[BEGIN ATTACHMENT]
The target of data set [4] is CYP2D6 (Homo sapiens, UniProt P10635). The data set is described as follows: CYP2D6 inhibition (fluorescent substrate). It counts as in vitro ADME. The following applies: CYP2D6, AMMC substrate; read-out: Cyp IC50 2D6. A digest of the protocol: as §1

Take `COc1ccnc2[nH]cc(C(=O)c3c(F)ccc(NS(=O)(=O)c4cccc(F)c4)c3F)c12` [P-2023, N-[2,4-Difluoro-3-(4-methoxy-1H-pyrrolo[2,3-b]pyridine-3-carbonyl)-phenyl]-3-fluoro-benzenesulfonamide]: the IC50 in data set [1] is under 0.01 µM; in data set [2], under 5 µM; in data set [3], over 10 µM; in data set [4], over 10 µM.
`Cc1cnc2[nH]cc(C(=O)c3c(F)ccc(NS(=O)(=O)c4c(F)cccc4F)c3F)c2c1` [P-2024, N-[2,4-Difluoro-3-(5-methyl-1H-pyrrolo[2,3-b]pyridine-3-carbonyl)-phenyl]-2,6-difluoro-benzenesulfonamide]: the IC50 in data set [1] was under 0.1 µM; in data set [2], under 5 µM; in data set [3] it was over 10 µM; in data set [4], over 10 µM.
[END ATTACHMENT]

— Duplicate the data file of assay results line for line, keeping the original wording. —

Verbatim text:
The target of data set [4] is CYP2D6 (Homo sapiens, UniProt P10635). The data set is described as follows: CYP2D6 inhibition (fluorescent substrate). It counts as in vitro ADME. The following applies: CYP2D6, AMMC substrate; read-out: Cyp IC50 2D6. A digest of the protocol: as §1

Take `COc1ccnc2[nH]cc(C(=O)c3c(F)ccc(NS(=O)(=O)c4cccc(F)c4)c3F)c12` [P-2023, N-[2,4-Difluoro-3-(4-methoxy-1H-pyrrolo[2,3-b]pyridine-3-carbonyl)-phenyl]-3-fluoro-benzenesulfonamide]: the IC50 in data set [1] is under 0.01 µM; in data set [2], under 5 µM; in data set [3], over 10 µM; in data set [4], over 10 µM.
`Cc1cnc2[nH]cc(C(=O)c3c(F)ccc(NS(=O)(=O)c4c(F)cccc4F)c3F)c2c1` [P-2024, N-[2,4-Difluoro-3-(5-methyl-1H-pyrrolo[2,3-b]pyridine-3-carbonyl)-phenyl]-2,6-difluoro-benzenesulfonamide]: the IC50 in data set [1] was under 0.1 µM; in data set [2], under 5 µM; in data set [3] it was over 10 µM; in data set [4], over 10 µM.